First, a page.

• Fig. 4.5


Illustration showing relationship between radius of curvature for the front (r 1 ) and back (r 2 ) surface of the lens, along with the refractive index variables. The diagram also shows the centre of curvature of the front surface (C 1 ) and the back surface (C 2 ).



<SPAN role=presentation tabIndex=0 id=MathJax-Element-3-Frame class=MathJax_Error style="POSITION: relative" data-mathml="F1=n1’−n1r1F2=n2’−n2r2″>[Math Processing Error]F1=n1’−n1r1F2=n2’−n2r2
F1=n1’−n1r1F2=n2’−n2r2



<SPAN role=presentation tabIndex=0 id=MathJax-Element-4-Frame class=MathJax_Error style="POSITION: relative" data-mathml='power=secondary refr.index−primary refr.indexradius of curvature’>[Math Processing Error]power=secondary refr.index−primary refr.indexradius of curvature
power=secondary refr.index−primary refr.indexradius of curvature


It’s key here to make sure we know whether the radius of curvature will be positive or negative – remember that measurements always start from the relevant surface to the point of measurement (in this case the centre of curvature, C). As we learned in chapter 2 , if the radius distance is measured from left to right (in the same direction as light) then it will be positive; otherwise, it will be negative. The trick is to remember that if the front surface is convex, it will have a positive radius of curvature, whereas if it’s concave, it will have a negative radius of curvature. Similarly, if the back surface is convex, it will have a negative radius of curvature, and if the back surface is concave, it will have a positive radius of curvature ( Fig. 4.6 ).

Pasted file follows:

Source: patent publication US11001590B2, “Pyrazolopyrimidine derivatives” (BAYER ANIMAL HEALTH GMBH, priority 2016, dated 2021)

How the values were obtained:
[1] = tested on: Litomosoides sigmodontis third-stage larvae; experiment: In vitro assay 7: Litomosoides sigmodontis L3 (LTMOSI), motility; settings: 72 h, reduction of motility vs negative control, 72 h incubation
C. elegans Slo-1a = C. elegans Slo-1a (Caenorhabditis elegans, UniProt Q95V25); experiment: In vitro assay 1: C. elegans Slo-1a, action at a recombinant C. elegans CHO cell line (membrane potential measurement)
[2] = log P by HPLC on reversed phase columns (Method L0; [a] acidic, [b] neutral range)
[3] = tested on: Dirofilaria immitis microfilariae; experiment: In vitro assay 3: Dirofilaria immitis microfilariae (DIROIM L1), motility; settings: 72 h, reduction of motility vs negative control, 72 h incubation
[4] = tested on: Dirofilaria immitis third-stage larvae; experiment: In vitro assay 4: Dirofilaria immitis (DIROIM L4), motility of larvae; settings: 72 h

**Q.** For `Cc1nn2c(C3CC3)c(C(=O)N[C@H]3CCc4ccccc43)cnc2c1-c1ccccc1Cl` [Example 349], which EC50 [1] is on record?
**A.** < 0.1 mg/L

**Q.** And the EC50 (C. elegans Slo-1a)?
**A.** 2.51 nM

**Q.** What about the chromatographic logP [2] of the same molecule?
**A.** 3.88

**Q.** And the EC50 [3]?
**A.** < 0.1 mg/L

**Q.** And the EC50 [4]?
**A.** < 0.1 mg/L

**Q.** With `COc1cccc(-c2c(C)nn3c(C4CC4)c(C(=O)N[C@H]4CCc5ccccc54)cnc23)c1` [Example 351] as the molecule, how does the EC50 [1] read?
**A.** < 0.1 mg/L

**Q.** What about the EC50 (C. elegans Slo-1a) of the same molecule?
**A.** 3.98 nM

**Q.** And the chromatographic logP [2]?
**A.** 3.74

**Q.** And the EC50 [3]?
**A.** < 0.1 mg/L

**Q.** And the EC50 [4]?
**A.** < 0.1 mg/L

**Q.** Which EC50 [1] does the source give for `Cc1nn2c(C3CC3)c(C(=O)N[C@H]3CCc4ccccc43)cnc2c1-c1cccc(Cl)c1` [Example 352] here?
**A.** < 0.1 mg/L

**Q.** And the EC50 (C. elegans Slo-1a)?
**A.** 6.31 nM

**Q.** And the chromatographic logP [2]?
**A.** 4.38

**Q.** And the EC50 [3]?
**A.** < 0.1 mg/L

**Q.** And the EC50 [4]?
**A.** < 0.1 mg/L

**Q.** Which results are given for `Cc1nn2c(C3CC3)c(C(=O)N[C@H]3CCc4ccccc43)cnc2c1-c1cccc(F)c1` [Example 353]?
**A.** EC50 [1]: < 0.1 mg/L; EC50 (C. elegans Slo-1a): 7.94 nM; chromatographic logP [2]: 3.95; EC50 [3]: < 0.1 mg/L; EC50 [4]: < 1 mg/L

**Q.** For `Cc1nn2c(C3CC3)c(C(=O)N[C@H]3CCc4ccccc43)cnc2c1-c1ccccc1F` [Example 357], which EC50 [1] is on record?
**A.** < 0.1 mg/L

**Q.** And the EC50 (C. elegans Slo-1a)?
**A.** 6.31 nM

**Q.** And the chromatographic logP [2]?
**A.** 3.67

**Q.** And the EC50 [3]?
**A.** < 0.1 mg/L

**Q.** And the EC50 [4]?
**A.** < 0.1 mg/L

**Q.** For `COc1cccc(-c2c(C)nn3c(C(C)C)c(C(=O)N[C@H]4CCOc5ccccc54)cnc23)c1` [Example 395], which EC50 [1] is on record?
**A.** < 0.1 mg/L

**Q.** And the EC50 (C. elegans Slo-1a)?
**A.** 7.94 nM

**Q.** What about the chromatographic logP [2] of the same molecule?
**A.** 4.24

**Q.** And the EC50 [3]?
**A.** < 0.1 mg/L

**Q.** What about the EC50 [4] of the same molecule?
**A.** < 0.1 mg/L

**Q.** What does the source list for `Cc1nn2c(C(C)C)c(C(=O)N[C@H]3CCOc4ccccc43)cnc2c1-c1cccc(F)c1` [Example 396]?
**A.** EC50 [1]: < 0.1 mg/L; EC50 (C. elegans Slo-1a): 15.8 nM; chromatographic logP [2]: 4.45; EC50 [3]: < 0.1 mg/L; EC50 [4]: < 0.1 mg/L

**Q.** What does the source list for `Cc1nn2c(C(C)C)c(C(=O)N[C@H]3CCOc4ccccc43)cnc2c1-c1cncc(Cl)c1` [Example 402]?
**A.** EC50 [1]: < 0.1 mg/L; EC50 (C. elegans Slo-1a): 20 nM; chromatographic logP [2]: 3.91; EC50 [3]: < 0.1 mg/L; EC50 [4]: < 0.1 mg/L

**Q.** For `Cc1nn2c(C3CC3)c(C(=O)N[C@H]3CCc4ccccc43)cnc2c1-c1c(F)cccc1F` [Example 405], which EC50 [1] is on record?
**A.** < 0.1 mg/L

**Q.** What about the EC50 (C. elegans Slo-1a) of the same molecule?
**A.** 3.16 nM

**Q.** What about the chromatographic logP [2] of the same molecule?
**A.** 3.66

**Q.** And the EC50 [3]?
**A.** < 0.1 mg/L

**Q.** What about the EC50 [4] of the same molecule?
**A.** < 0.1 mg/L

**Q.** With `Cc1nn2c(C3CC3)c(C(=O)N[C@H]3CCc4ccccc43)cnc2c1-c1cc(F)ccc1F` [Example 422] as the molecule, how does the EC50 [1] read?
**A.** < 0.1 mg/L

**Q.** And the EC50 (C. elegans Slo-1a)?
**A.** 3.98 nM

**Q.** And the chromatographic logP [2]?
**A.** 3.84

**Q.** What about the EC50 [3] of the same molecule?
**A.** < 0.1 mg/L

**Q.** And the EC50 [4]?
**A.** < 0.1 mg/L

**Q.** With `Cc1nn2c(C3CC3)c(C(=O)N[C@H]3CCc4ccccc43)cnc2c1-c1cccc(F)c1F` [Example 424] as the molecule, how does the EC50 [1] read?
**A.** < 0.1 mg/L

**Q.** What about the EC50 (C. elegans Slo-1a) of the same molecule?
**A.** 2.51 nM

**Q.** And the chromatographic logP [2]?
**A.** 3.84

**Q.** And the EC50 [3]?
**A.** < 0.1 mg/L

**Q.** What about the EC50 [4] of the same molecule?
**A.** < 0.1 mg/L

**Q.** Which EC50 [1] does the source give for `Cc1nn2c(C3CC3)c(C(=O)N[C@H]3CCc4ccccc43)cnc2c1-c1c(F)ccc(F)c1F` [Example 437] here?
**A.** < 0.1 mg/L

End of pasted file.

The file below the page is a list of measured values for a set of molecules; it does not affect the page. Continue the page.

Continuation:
• Fig. 4.6


Illustration showing relationship between convex (A) and concave (B) surfaces and whether they possess a positive (+ve) or negative (−ve) radius of curvature.